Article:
Positive Action in Housing, a charity supporting Ukrainian refugees, claims that not a single UK visa has been issued to people that they are helping. Despite the launch of a new scheme nearly two weeks ago, which allows individuals, charities, community groups and businesses to provide refuge for those seeking safety, many have been left to find help elsewhere.
The majority of refugees are turning to help from strangers on social media, sparking fears of human trafficking as people looking to reach Britain resort to desperate measures. Positive Action said that in one week alone it has been helping 483 Ukrainian families, young people and unaccompanied minors looking for a sponsor who will shelter them.
However, despite the launch of the Homes for Ukraine scheme opening on 14 March, refugee groups have blasted the initiative saying that the forms involved in securing a UK visa are ‘tortuous and confusing’.
People stranded in Ukraine
Refugee groups have also claimed that people stranded in the besieged Ukrainian city of Kharkiv would leave now had the UK government granted them a visa to come to Britain.
However, Positive Action in Housing claims that none of the 483 people it is helping has been granted a UK visa.
Robina Qureshi, the director of the charity – which operates Room for Refugees, the longest refugee-hosting programme in the UK – said: “The government made a fanfare of its Homes for Ukraine Community sponsorship programme. Michael Gove told Parliament on 14 March that there was no limit on the numbers coming in.”
“Yet, none of the families we are supporting have yet got a visa to travel under the Community Sponsorship scheme and are still waiting,” Ms Qureshi added.
Ukrainians at risk
According to Ms Qureshi, Ukrainians are putting themselves at greater risk as they endure long waits for a UK visa. In particular, many are ‘advertising’ their plight on social media, sparking fears that the Ukraine-Russia conflict will be exploited by people traffickers.
Ms Qureshi said: “Unaccompanied minors, young women, women with young children, have told us they met someone on social media who offered to be a sponsor under Homes for Ukraine.”
“Refugees are turning to wholly unsafe methods of getting here, meeting people in Facebook groups, on social media. And this Government is responsible for giving people false hope and putting them further in the way of danger,” she added.
The Positive Action in Housing director went on to warn that human traffickers thrive on refugees who are displaced by conflict because they are vulnerable and desperate.
Qureshi described the Homes for Ukraine scheme as a ‘gimmick’, which she claims has resulted in ‘obvious and dangerous breaches of basic safeguarding’ that have all been instigated by the Home Office.
Waive visa restrictions
Ms Qureshi has urged the government to waive UK visa restrictions for Ukrainians so that those affected by the conflict with Russia have the confidence to travel to Britain.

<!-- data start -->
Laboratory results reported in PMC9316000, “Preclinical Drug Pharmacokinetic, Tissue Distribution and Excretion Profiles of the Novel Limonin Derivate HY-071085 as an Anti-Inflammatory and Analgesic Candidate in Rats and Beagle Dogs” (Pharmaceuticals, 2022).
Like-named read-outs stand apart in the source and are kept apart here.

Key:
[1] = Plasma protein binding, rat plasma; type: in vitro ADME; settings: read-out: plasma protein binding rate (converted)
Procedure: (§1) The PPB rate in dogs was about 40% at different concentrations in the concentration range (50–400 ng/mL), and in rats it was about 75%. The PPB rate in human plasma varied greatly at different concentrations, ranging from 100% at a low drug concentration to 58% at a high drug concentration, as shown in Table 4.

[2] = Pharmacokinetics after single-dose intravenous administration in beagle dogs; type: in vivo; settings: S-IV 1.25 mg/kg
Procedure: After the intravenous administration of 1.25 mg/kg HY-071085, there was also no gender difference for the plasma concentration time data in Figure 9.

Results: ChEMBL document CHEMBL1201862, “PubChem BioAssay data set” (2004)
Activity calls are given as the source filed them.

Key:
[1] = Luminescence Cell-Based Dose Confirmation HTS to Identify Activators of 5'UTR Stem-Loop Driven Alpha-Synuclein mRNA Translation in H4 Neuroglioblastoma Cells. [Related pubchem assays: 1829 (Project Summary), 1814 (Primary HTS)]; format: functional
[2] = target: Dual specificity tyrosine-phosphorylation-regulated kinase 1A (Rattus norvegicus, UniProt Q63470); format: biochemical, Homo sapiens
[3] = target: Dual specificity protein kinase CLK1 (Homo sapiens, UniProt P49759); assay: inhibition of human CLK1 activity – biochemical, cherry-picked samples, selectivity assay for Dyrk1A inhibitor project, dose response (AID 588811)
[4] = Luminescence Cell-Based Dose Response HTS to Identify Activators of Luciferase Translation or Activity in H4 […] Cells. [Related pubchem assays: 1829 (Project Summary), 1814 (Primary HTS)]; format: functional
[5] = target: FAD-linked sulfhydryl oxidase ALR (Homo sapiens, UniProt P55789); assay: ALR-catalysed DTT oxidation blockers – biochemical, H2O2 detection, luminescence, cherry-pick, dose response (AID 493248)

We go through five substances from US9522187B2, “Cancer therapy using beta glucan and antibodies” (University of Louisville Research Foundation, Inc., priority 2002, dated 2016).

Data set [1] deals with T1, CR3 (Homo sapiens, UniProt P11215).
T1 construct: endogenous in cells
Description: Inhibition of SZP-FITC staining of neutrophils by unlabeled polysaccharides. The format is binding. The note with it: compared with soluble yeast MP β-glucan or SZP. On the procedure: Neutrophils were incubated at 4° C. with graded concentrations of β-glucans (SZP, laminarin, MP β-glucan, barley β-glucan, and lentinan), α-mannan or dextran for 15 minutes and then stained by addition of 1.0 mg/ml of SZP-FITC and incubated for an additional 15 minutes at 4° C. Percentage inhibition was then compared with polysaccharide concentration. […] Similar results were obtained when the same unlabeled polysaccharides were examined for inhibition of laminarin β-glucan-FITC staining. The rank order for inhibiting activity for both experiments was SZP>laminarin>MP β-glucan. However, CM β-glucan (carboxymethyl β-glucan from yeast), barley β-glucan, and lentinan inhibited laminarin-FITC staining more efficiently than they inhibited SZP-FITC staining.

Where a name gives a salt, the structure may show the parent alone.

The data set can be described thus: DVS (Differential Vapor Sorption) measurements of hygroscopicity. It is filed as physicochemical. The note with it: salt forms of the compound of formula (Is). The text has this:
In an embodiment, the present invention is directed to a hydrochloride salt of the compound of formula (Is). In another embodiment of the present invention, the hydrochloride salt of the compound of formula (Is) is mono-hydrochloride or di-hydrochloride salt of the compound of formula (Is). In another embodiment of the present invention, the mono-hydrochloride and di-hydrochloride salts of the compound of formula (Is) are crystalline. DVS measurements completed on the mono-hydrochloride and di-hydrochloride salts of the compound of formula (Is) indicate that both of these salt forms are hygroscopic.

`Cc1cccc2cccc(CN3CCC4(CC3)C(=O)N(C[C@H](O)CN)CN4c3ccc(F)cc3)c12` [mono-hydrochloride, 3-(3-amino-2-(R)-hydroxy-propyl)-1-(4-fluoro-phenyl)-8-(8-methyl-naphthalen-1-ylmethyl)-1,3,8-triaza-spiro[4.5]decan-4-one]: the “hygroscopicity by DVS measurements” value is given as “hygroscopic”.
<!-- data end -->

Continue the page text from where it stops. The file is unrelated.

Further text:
Meanwhile, the UK’s minister for policing, Kit Malthouse, claims that the government has welcomed hundreds of refugees under the Homes for Ukraine scheme, and official numbers will be published in due course.
The Home Office has so far declined to comment on the numbers arriving via the scheme.
A separate government immigration initiative, the Ukraine Family Scheme, allows Ukrainian nationals with relatives or settled status in the UK to join them or extend their stay in Britain if they are already in the country.
A spokesperson for the UK government said: “No UK visa is issued by the Home Office until checks have been completed on the Ukrainian applicant as well as on every adult in a sponsor’s household.”
“Local authorities will then run DBS (Disclosure and Barring Service) checks on sponsors, with enhanced DBS with barred list checks for those housing families with children or vulnerable adults. Under the Homes for Ukraine scheme, Ukrainians will be guaranteed free access to NHS healthcare, including mental health care,” the spokesperson added.
It’s understood that Ukrainian refugees will also be able to work in the UK and access benefits. Meanwhile, the UK government has said that local authorities have the appropriate level of funding to support new arrivals.
Unlike all other European nations, the UK has not waived visa restrictions for Ukrainian refugees, citing fears of Russian infiltration as one of the key concerns. However, Britain’s stance has drawn strong criticism from across Europe, especially from French President, Emmanuel Macron who said the UK has ‘failed to live up to its grand statements’.
Meanwhile, several government ministers have distanced themselves from taking in Ukrainian refugees under the Homes for Ukraine scheme. Chancellor of the Exchequer, Rishi Sunak, and Labour leader, Keir Starmer, have each stated that they won’t be welcoming people into their homes.
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